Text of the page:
The loss of skilled ICT workers to American companies has been a significant hindrance to Canada’s digital communication industry’s growth and development. Indeed, the absence of experienced managers denies Canada’s technology industry the opportunity to create future managers and leaders, therefore dealing a fatal blow to the industry’s future development. In order to alleviate the consequences of such a brain drain, the Canadian government should establish a foreign worker program targeting ICT workers. Such a policy would facilitate the absorption of skilled ICT workers into the country’s technology sector, therefore, filling the gaps created by the migration of talented Canadians to the US. However, such a program should only aim to fill the positions requiring an expertise that is not available among the local workforce. In general, establishing a foreign worker program targeting skilled ICT workers can help recruit talented foreign personnel and counter the negative consequences occasioned by the migration of skilled Canadian individuals to the US.
Enact A Universal Service Policy
The divide between rural and urban dwellers concerning access to digital communication services is a significant blot in Canada’s ICT sector. In particular, the unavailability of internet and technology services in rural areas locks out a crucial portion of the population out of the digital economy, causing major inconveniences. In order to solve this challenge, the Canadian government should enact a universal service policy and integrate it into all the acts and laws relating to communication and technology. Such a policy would help provide affordable broadband services to all Canadians regardless of location, therefore enabling everyone to participate in the digital economy (Middleton, 2017). In conclusion, creating a universal service policy would help extend broadband services to all areas, therefore bridging the accessibility divide between rural and urban areas.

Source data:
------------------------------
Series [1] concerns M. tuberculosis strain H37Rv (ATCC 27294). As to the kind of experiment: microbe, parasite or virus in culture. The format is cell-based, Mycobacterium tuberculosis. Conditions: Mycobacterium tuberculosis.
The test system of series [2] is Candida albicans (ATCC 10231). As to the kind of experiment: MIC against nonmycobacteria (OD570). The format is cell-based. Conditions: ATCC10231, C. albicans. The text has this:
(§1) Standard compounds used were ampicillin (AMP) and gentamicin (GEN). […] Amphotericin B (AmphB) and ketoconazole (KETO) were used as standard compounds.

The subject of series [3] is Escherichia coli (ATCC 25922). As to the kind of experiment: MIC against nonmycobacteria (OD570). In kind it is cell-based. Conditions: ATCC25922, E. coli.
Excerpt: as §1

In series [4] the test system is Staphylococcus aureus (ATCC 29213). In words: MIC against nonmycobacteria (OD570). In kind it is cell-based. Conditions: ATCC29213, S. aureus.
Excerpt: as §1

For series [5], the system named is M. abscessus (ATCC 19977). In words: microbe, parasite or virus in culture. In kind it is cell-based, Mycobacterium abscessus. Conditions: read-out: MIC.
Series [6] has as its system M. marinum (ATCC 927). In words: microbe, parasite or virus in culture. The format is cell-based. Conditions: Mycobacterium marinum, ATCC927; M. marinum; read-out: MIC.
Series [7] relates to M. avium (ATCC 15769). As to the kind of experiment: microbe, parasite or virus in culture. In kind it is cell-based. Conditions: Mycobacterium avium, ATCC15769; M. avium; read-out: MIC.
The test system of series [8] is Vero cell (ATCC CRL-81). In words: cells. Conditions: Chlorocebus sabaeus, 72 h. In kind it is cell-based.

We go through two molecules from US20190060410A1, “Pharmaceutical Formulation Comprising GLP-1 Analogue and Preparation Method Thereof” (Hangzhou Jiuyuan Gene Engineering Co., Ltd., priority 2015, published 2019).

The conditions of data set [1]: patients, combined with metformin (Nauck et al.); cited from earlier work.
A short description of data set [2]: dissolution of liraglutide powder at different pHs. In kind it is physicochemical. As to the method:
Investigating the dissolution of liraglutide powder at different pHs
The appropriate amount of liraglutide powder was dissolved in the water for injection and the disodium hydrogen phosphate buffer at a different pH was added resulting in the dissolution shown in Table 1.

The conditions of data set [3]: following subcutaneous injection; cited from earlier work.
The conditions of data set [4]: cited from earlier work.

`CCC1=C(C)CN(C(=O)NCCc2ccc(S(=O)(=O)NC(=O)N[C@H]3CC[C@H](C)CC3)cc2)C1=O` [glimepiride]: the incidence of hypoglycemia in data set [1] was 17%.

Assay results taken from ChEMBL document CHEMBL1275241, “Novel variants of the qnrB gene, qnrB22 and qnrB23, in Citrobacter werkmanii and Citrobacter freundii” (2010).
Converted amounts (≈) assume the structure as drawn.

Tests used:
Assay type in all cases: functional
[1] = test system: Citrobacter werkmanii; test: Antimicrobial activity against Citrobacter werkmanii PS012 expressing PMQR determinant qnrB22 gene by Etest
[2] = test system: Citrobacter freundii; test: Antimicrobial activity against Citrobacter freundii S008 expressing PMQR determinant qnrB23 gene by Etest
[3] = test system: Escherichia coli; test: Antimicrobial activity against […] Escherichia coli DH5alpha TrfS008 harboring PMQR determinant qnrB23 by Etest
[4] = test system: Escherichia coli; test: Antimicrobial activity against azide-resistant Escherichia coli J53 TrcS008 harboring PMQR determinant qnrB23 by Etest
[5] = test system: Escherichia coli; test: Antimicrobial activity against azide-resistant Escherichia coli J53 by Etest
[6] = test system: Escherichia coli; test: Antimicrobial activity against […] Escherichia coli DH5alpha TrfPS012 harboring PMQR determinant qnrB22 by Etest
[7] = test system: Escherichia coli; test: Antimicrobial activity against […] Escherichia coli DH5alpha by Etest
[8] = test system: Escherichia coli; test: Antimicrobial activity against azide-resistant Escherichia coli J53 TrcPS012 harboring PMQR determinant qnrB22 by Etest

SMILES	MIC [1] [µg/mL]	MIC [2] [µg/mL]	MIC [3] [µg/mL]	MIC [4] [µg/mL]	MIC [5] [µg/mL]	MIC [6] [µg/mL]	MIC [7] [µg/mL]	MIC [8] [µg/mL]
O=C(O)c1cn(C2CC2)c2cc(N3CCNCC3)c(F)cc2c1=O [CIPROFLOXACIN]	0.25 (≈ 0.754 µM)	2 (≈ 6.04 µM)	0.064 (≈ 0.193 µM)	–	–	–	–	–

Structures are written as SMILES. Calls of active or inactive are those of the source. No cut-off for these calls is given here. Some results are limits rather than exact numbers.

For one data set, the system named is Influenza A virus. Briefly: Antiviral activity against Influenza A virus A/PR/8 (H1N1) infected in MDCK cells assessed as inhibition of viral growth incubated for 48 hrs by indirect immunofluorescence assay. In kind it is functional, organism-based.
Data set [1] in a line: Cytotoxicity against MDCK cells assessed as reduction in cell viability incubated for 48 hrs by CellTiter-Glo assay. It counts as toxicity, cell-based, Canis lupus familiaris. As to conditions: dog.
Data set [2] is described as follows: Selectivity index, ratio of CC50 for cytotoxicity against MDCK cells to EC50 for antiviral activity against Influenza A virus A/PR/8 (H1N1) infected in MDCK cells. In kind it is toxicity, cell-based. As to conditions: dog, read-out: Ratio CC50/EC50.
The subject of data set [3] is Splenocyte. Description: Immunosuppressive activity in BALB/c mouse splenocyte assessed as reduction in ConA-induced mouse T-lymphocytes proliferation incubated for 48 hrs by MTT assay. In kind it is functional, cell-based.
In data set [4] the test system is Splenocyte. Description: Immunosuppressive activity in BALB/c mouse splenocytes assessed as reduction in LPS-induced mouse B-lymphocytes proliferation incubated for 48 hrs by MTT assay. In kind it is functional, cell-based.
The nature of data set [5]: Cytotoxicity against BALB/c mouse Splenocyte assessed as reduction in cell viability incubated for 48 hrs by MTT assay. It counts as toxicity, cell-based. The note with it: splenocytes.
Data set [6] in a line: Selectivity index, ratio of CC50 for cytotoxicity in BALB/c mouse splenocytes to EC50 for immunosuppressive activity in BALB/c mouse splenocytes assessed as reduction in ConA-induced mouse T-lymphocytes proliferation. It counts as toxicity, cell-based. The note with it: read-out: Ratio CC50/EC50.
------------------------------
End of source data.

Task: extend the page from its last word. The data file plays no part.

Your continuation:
Generally, Canada has a vibrant digital communication industry supported by a high number of technology firms. However, most of these companies are small in size and only employ an average of ten employees. Whereas there are over 43000 technology companies, only 105 are considered significant enough to employ more than 500 workers. These statistics demonstrate some weaknesses in the country’s technology landscape. Competition from US companies for Canadian talent is the primary reason for the small number of established technology firms. Low rural coverage by ISPs is another factor undermining Canada’s digital communication sector. Solving such challenges will necessitate the establishment of an ICT venture capital fund to support creative ideas and the enactment of a universal service policy that can guarantee broadband access to all.
“Canadian ICT Sector Profile 2019”, (n.d.) Government of Canada, n.d. Retrieved from www.ic.gc.ca/eic/site/ict-tic.nsf/eng/h_it07229.html